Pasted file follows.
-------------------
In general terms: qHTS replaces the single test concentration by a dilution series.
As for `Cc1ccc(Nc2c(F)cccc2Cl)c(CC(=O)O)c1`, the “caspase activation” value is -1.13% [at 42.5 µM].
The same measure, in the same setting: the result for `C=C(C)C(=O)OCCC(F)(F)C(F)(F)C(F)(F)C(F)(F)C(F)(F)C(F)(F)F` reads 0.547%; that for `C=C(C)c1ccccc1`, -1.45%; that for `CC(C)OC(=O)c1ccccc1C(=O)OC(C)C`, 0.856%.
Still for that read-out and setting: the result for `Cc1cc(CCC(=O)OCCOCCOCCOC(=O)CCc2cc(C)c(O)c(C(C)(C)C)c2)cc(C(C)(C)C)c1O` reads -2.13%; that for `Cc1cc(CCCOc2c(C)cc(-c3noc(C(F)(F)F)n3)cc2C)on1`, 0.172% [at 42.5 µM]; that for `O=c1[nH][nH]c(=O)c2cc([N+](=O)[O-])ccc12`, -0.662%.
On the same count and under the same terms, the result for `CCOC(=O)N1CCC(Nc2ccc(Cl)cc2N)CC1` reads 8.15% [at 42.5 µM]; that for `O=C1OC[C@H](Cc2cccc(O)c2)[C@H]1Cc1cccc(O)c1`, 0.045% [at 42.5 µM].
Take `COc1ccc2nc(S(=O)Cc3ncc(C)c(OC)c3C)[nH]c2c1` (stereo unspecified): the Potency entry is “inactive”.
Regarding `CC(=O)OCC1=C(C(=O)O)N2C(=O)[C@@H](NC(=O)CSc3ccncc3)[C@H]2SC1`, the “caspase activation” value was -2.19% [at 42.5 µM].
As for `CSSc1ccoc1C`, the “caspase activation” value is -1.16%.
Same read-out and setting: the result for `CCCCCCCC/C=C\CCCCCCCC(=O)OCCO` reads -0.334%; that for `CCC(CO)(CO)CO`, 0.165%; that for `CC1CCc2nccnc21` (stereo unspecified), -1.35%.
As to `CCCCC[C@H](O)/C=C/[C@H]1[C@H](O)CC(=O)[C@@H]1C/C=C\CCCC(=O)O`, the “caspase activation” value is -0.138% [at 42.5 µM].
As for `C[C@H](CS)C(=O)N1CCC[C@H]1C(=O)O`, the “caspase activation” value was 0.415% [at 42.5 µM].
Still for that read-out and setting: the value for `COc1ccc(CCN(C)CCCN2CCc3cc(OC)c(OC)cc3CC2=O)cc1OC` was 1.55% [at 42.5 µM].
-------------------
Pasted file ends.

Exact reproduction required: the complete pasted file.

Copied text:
In general terms: qHTS replaces the single test concentration by a dilution series.
As for `Cc1ccc(Nc2c(F)cccc2Cl)c(CC(=O)O)c1`, the “caspase activation” value is -1.13% [at 42.5 µM].
The same measure, in the same setting: the result for `C=C(C)C(=O)OCCC(F)(F)C(F)(F)C(F)(F)C(F)(F)C(F)(F)C(F)(F)F` reads 0.547%; that for `C=C(C)c1ccccc1`, -1.45%; that for `CC(C)OC(=O)c1ccccc1C(=O)OC(C)C`, 0.856%.
Still for that read-out and setting: the result for `Cc1cc(CCC(=O)OCCOCCOCCOC(=O)CCc2cc(C)c(O)c(C(C)(C)C)c2)cc(C(C)(C)C)c1O` reads -2.13%; that for `Cc1cc(CCCOc2c(C)cc(-c3noc(C(F)(F)F)n3)cc2C)on1`, 0.172% [at 42.5 µM]; that for `O=c1[nH][nH]c(=O)c2cc([N+](=O)[O-])ccc12`, -0.662%.
On the same count and under the same terms, the result for `CCOC(=O)N1CCC(Nc2ccc(Cl)cc2N)CC1` reads 8.15% [at 42.5 µM]; that for `O=C1OC[C@H](Cc2cccc(O)c2)[C@H]1Cc1cccc(O)c1`, 0.045% [at 42.5 µM].
Take `COc1ccc2nc(S(=O)Cc3ncc(C)c(OC)c3C)[nH]c2c1` (stereo unspecified): the Potency entry is “inactive”.
Regarding `CC(=O)OCC1=C(C(=O)O)N2C(=O)[C@@H](NC(=O)CSc3ccncc3)[C@H]2SC1`, the “caspase activation” value was -2.19% [at 42.5 µM].
As for `CSSc1ccoc1C`, the “caspase activation” value is -1.16%.
Same read-out and setting: the result for `CCCCCCCC/C=C\CCCCCCCC(=O)OCCO` reads -0.334%; that for `CCC(CO)(CO)CO`, 0.165%; that for `CC1CCc2nccnc21` (stereo unspecified), -1.35%.
As to `CCCCC[C@H](O)/C=C/[C@H]1[C@H](O)CC(=O)[C@@H]1C/C=C\CCCC(=O)O`, the “caspase activation” value is -0.138% [at 42.5 µM].
As for `C[C@H](CS)C(=O)N1CCC[C@H]1C(=O)O`, the “caspase activation” value was 0.415% [at 42.5 µM].
Still for that read-out and setting: the value for `COc1ccc(CCN(C)CCCN2CCc3cc(OC)c(OC)cc3CC2=O)cc1OC` was 1.55% [at 42.5 µM].